Saturday, 08 July 2006

Looks like a new variant of an old virus is making the rounds.

I got an email tonight in my personal email account that pretended to be from Microsoft and which contained a virus in an attached ZIP file. The attachment was called "Microsoft SMS" and contains two files - which are packaged as a .JPG file and a .HTA file. The JPG file is actually the infected binary and the HTA file is a real HTA with malicious content to call the binary and perform some other actions. The email came from an IP at an ISP located in Asia.

Of course I didn't get infected, because I saw it as obviously fake. Microsoft will never send software or updates via email, but in the social engineering department this one is bound to fool a number of people (despite the bad grammar), so it's a good idea to get the word out. I confirmed the virus infection with Symantec's AV software client on the local machine.

Here is the info about the infected contents of the ZIP file (specifically the JPG file):

Scan type:  Auto-Protect Scan
Event:  Threat Found!
Threat: W32.Gavgent.A
File:  C:\DOCUME~1\*********\Temp\Temporary Directory 1 for Microsoft SMS\Product.jpg
Location:  C:\DOCUME~1\*********\Temp\Temporary Directory 1 for Microsoft SMS
Computer:  *******
User:  *******
Action taken:  Delete succeeded : Access denied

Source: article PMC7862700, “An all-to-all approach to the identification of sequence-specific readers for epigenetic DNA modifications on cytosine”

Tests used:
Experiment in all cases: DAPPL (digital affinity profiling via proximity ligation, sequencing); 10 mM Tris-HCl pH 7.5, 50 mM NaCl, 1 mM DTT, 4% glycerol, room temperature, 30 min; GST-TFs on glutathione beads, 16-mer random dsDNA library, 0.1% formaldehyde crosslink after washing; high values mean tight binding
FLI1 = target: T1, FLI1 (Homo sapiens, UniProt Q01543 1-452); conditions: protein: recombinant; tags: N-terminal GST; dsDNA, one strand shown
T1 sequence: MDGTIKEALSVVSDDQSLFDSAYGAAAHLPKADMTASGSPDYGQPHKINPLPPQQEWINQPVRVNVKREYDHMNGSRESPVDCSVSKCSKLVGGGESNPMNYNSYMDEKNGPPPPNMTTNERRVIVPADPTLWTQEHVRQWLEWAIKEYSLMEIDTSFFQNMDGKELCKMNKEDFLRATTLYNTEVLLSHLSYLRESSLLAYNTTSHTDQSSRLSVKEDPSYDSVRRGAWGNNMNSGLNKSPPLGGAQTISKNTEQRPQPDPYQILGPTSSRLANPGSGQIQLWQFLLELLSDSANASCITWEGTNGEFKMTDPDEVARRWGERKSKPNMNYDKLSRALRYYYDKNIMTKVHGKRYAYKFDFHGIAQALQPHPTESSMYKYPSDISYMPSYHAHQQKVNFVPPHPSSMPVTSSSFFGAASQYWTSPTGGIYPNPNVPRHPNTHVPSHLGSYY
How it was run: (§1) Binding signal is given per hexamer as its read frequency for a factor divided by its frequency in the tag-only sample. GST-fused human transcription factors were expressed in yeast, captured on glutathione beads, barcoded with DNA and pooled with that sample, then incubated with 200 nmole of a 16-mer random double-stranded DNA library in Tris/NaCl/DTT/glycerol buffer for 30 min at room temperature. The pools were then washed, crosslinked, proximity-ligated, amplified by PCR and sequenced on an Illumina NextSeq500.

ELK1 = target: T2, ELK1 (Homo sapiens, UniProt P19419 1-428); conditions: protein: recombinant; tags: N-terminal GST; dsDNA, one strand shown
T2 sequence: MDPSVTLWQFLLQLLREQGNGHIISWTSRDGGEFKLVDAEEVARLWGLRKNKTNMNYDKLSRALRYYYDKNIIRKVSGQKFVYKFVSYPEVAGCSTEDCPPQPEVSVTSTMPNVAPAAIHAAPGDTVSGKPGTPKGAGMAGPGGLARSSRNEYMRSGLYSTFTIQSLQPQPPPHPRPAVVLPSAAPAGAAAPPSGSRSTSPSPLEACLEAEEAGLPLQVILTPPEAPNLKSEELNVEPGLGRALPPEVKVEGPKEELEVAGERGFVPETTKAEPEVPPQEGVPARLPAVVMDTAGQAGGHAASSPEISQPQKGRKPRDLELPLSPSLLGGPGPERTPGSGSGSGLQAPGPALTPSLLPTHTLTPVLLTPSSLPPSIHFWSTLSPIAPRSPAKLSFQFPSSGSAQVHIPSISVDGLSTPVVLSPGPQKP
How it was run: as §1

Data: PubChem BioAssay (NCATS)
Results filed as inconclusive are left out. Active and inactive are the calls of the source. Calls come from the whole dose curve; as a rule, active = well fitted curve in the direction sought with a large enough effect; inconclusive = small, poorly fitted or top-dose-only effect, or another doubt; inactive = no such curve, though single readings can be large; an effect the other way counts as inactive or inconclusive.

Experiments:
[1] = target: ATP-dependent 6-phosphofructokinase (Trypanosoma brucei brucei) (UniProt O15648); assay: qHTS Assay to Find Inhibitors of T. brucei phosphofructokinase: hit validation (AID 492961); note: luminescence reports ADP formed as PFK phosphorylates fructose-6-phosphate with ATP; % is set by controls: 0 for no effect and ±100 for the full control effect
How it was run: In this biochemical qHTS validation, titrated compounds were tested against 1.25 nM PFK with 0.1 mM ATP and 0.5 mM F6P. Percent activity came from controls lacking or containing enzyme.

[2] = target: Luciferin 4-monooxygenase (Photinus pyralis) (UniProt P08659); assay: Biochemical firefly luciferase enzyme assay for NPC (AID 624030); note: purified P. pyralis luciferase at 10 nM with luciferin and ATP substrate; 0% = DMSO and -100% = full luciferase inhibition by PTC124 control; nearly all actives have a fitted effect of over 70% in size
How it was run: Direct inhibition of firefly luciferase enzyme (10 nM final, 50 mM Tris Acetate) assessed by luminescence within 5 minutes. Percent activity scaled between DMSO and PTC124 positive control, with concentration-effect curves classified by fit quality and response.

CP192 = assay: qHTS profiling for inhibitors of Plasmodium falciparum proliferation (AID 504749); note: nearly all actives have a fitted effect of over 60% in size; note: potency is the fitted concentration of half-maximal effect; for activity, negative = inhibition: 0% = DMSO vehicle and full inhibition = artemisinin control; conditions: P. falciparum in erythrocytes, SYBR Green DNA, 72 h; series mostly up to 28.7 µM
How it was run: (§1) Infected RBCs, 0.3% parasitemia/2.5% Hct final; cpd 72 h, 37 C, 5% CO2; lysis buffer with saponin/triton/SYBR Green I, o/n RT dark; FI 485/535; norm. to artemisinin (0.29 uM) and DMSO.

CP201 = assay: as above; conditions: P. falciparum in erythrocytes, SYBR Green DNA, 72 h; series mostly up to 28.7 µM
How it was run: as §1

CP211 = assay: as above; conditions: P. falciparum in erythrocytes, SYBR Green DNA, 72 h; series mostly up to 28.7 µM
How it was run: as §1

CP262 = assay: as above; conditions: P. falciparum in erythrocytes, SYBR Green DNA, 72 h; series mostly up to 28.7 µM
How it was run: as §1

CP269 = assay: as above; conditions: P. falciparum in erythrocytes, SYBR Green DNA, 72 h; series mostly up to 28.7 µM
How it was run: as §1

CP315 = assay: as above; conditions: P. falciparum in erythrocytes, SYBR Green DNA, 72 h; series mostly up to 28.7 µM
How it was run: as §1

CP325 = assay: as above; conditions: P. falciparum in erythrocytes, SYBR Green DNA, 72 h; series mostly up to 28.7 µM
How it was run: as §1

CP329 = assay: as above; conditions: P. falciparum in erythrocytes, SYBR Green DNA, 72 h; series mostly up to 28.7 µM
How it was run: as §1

Date found: Saturday, July 08, 2006  11:22:31 PM

If the AV software is correct and it's actually a W32.Gavgent.A virus in this file, this is an older worm (1995) that was not too prevalent at the time. The dates on the files in the ZIP are 8/2005, so it's entirely possible this is a reuse of an older virus. The HTA file in the package is an actual HTA file, and it references "Gavgent.B" in it's contents, so it's likely this is a repackaging of the Gavgent.A variant. At this time, there is no reference to Gavgent.B at Symantec Security Response. Luckily the old Gavgent.A variant is what trips the Symantec software, so detection seems to be easy enough. Below is the header from the HTA file. The executable section contains a lot of obfuscated VBScript and an IFRAME that loads the site with some extra arguments on the query string.

    CAPTION="Microsoft SMS Manager"

This virus does the classic network worm thing and collects email addresses and spreads via the common methods. It tends to restart the computer it infects and is generally an annoying dude. It will also try to kill AV and other security processes upon execution. Details are available here.

The original email I received is below. The subject line was "SMS Manager from Microsoft." wrote:

Dear Customer,
This email provides you information about new product from Microsoft
Corporation, called Microsoft SMS Manager.
These product would help your activities, you can send and receive SMS
messages through your PC with no charge before December 31, 2005 (trial
It's compatible with most of GSM and CDMA operators.
The Installation's document is attached (Microsoft SMS

For further informations, please contact

Best Regards,

Microsoft Corporation

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IT Security | Safe Computing | Tech
Saturday, 08 July 2006 22:58:17 (Pacific Standard Time, UTC-08:00)
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